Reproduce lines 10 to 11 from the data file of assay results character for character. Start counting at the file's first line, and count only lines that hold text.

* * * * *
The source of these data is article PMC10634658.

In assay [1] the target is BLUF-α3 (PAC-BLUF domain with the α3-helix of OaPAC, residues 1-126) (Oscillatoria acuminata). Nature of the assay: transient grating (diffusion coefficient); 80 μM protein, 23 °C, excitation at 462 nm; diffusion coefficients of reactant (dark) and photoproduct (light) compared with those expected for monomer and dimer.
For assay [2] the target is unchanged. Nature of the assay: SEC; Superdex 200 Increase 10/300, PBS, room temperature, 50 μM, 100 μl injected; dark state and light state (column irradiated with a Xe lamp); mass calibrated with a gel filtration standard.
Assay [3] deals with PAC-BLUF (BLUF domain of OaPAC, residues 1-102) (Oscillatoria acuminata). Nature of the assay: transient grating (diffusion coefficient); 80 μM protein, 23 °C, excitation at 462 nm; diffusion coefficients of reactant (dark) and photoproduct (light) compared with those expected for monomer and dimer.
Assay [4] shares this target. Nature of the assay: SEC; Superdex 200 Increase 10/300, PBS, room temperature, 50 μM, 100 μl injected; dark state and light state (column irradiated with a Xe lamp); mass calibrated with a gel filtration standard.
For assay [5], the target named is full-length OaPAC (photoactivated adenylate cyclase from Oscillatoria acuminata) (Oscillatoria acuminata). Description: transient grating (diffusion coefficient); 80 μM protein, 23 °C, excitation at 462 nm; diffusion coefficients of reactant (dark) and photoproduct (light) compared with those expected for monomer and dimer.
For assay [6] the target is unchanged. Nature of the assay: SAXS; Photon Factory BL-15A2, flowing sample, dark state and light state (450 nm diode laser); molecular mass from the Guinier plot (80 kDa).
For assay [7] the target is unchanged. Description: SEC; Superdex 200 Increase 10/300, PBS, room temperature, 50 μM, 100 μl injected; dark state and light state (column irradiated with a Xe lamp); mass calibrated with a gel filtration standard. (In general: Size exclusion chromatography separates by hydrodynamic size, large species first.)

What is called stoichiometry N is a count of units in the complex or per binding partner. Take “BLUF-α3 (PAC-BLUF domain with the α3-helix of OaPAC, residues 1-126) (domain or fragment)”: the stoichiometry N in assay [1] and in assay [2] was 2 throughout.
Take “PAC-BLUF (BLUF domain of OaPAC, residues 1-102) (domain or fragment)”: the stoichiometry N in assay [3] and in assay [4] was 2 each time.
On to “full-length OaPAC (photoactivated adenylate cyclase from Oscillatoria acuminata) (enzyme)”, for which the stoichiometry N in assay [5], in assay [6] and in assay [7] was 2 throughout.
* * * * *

Take “PAC-BLUF (BLUF domain of OaPAC, residues 1-102) (domain or fragment)”: the stoichiometry N in assay [3] and in assay [4] was 2 each time.
On to “full-length OaPAC (photoactivated adenylate cyclase from Oscillatoria acuminata) (enzyme)”, for which the stoichiometry N in assay [5], in assay [6] and in assay [7] was 2 throughout.